There by the check-out line in the local King Soopers was a Cosmopolitan Magazine with the big white words on the lavender cover, “Find your erogenous zones.” Well, it was the 70s and love was free, “Strangers in the Night,” kind of thing. It was kind of a kinky King Soopers (Kroger) in what my boyfriend, Peter, called the “gay ghetto of Denver.” It was such an interesting King Soopers that LONG before I knew Peter, friends and I would hang out there to “watch the freak show,” which is to say, some pretty outrageously decked out transvestites on a Saturday night.
Erogenous zones and similar libidinous mapping were a big deal back then. It’s fun to watch movies from those times. My favorite is Shampoo with Julie Christie and Warren Beatty, but Woody Allen’s, Everything You Ever Wanted to Know About Sex but Were Afraid to Ask is a hilarious send up of that histrionic I mean historical moment.
The “sexual revolution” coincided with the Women’s Liberation Movement. Magaziines carried articles explaining that sex was something that women could enjoy TOO and that’s where the erogenous zones came (ha ha) in. I guess someone had to teach the men, but first someone had to teach the women.
I don’t know how it was for my peers reading this blog, but in my case it all started at age 9 (terrified my mom). The moment was met by a lot of stuff but no fanfare or congratulations as happens today. Ultimately, my mom handed me a little book from Metropolitan Life called “Your First Period.” She sent me to my room to read it saying, “Don’t come out until you’ve read it.” I read it. It was some bland anatomical graphics in the favorite colors of 1961 — turquoise and tangerine, maybe? It explained how babies were made but said nothing about sex. For my mom, that was all I needed to know EVER. She was a typically repressed WASP woman about this stuff. My dad was afraid I’d grow up like that and put his OWN book on the subject lower on his bookshelf a few years later when he decided I was old enough to care. He inscribed the book in his barely legible MS hand, “I pray you never need it, but if you do this book will help you. Don’t be afraid to talk to your beloved…” and some other lovely words that I don’t remember. It was a very dry, very detailed, textbook-like volume on, yes, you guessed it…erogenous zones. The key (as my dad clearly understood) was “…talking to your beloved.” Even Cosmo got that.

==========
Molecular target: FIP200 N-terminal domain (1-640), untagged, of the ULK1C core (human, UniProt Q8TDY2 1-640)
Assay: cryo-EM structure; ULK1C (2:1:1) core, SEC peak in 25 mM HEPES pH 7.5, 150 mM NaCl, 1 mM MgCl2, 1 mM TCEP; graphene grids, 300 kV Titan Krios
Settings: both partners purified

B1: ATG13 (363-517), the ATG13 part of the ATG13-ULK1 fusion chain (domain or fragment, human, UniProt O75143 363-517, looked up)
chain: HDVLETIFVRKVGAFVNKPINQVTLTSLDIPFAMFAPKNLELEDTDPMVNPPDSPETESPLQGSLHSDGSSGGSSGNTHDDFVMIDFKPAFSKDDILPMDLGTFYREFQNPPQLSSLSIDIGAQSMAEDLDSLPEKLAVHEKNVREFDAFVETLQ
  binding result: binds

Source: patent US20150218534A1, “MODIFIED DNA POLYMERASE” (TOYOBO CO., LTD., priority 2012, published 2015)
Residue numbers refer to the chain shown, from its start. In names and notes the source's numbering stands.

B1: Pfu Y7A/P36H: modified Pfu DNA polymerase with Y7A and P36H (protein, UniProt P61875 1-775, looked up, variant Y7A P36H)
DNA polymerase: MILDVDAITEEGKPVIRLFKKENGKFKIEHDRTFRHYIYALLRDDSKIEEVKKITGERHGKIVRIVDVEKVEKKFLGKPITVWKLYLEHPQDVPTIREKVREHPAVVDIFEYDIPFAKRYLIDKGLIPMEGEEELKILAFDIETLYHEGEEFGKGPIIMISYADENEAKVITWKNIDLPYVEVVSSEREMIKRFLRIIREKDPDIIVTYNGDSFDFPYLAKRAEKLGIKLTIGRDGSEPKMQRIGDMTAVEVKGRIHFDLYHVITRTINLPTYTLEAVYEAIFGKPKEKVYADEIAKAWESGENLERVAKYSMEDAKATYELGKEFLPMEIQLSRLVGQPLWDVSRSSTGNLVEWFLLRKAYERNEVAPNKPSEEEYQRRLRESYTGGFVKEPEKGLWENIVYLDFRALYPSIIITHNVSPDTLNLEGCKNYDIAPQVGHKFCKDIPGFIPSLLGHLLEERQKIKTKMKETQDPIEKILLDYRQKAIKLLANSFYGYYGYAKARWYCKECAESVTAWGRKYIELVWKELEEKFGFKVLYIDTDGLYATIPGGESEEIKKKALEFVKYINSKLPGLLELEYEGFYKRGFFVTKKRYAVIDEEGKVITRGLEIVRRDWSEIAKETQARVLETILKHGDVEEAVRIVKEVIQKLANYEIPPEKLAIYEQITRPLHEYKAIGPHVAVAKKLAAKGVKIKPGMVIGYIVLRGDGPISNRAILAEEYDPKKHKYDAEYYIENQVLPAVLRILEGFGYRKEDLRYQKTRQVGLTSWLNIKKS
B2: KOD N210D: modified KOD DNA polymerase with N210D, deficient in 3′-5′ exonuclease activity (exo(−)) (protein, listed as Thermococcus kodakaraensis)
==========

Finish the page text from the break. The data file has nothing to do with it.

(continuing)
My friends were similarly clueless. I remember walking to high school with my best friend at the time. She had a date with a zoomie (Air Force Academy Cadet) and she was worried they would kiss and stuff. “What’s a French kiss, Martha?” she asked me.
“Well, you put your lips together, and then you stick your tongues in each others mouths.”
“No, it’s nice.”
“But HOW?” So I demonstrated by making a “mouth” (circle) with my thumb and forefinger and “kissing” it.
“No way I’m doing that.”
Yeah, right. She clearly didn’t know about erogenous zones.
I guess I ultimately figured this out in the way of animal species throughout time. HIV-AIDS put the kibosh on free love and sexual liberation. My international students sang a grim little melody in the early 90s, “Strangers in the night; AIDS in the morning.” I’ve never thought about this until now, but that DID bring the erogenous zones down from the supermarket checkout line.
Tigers. It can happen that in the moment of coitus a male tiger can (accidentally) kill his mate. Some species of anglerfish females absorb (permanently) their mate’s body into theirs. Sandhill Cranes have to go off alone in couples to do the wild thing and hatch their eggs. We all know about black widows and mantids. Many animals have a one off with a mate they never see again, the females go have the cubs and once the young are born, their father is a big danger to their future lives. The coot kills most of its young and raises only one or two. Many animals only “nurture” their young so long and then it’s “Sorry, Sweet Cheeks, I know you’re young and vulnerable, but I’m done.” The whole “mate for life” thing that people get sappy about is often more about the nest than about the mate.
It’s a jungle out there.
P.S. Cosmo is still writing on the topic of erogenous zones. As I “Googled” looking for a good cover photo, I found a recent article… Well, at 69 I’m sticking with my early assessment. Sex is weird. Good, but weird. I’m not speaking for myself in particular but all the time I’ve spent watching animals and learning about their sex lives…